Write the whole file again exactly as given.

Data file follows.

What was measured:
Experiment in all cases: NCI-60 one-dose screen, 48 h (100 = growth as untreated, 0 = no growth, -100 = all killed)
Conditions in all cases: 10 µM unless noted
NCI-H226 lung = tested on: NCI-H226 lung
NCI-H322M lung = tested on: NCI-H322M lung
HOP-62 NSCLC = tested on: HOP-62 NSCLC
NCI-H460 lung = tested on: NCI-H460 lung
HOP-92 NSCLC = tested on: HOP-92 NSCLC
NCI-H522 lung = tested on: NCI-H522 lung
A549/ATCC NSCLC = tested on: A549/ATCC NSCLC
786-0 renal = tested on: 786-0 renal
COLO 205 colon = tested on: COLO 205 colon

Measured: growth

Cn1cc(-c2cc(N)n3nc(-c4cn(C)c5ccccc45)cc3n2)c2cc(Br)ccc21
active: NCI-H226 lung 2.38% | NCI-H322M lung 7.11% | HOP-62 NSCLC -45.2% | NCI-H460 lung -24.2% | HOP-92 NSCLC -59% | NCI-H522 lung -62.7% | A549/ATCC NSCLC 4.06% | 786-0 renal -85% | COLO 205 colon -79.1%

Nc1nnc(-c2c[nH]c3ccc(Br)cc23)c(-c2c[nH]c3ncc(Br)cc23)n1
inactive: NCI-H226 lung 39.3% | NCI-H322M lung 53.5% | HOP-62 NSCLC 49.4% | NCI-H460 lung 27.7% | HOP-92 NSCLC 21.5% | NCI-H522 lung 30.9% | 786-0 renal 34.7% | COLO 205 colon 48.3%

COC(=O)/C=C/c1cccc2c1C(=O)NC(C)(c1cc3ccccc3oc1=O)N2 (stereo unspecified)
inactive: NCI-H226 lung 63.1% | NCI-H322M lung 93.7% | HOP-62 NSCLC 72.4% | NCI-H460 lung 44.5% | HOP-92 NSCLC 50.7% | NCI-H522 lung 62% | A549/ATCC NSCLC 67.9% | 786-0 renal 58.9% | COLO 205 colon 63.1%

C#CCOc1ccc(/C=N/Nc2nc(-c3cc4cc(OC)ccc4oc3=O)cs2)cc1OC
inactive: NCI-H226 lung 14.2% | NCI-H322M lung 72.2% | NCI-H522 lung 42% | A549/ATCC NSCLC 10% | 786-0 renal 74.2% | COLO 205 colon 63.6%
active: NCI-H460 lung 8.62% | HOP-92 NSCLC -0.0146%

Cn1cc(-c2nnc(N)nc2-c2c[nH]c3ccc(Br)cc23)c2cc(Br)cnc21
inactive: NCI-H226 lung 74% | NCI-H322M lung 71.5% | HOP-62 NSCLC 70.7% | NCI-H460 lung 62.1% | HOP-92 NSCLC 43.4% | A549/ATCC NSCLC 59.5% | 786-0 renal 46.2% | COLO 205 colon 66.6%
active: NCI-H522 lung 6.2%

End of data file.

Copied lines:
What was measured:
Experiment in all cases: NCI-60 one-dose screen, 48 h (100 = growth as untreated, 0 = no growth, -100 = all killed)
Conditions in all cases: 10 µM unless noted
NCI-H226 lung = tested on: NCI-H226 lung
NCI-H322M lung = tested on: NCI-H322M lung
HOP-62 NSCLC = tested on: HOP-62 NSCLC
NCI-H460 lung = tested on: NCI-H460 lung
HOP-92 NSCLC = tested on: HOP-92 NSCLC
NCI-H522 lung = tested on: NCI-H522 lung
A549/ATCC NSCLC = tested on: A549/ATCC NSCLC
786-0 renal = tested on: 786-0 renal
COLO 205 colon = tested on: COLO 205 colon

Measured: growth

Cn1cc(-c2cc(N)n3nc(-c4cn(C)c5ccccc45)cc3n2)c2cc(Br)ccc21
active: NCI-H226 lung 2.38% | NCI-H322M lung 7.11% | HOP-62 NSCLC -45.2% | NCI-H460 lung -24.2% | HOP-92 NSCLC -59% | NCI-H522 lung -62.7% | A549/ATCC NSCLC 4.06% | 786-0 renal -85% | COLO 205 colon -79.1%

Nc1nnc(-c2c[nH]c3ccc(Br)cc23)c(-c2c[nH]c3ncc(Br)cc23)n1
inactive: NCI-H226 lung 39.3% | NCI-H322M lung 53.5% | HOP-62 NSCLC 49.4% | NCI-H460 lung 27.7% | HOP-92 NSCLC 21.5% | NCI-H522 lung 30.9% | 786-0 renal 34.7% | COLO 205 colon 48.3%

COC(=O)/C=C/c1cccc2c1C(=O)NC(C)(c1cc3ccccc3oc1=O)N2 (stereo unspecified)
inactive: NCI-H226 lung 63.1% | NCI-H322M lung 93.7% | HOP-62 NSCLC 72.4% | NCI-H460 lung 44.5% | HOP-92 NSCLC 50.7% | NCI-H522 lung 62% | A549/ATCC NSCLC 67.9% | 786-0 renal 58.9% | COLO 205 colon 63.1%

C#CCOc1ccc(/C=N/Nc2nc(-c3cc4cc(OC)ccc4oc3=O)cs2)cc1OC
inactive: NCI-H226 lung 14.2% | NCI-H322M lung 72.2% | NCI-H522 lung 42% | A549/ATCC NSCLC 10% | 786-0 renal 74.2% | COLO 205 colon 63.6%
active: NCI-H460 lung 8.62% | HOP-92 NSCLC -0.0146%

Cn1cc(-c2nnc(N)nc2-c2c[nH]c3ccc(Br)cc23)c2cc(Br)cnc21
inactive: NCI-H226 lung 74% | NCI-H322M lung 71.5% | HOP-62 NSCLC 70.7% | NCI-H460 lung 62.1% | HOP-92 NSCLC 43.4% | A549/ATCC NSCLC 59.5% | 786-0 renal 46.2% | COLO 205 colon 66.6%
active: NCI-H522 lung 6.2%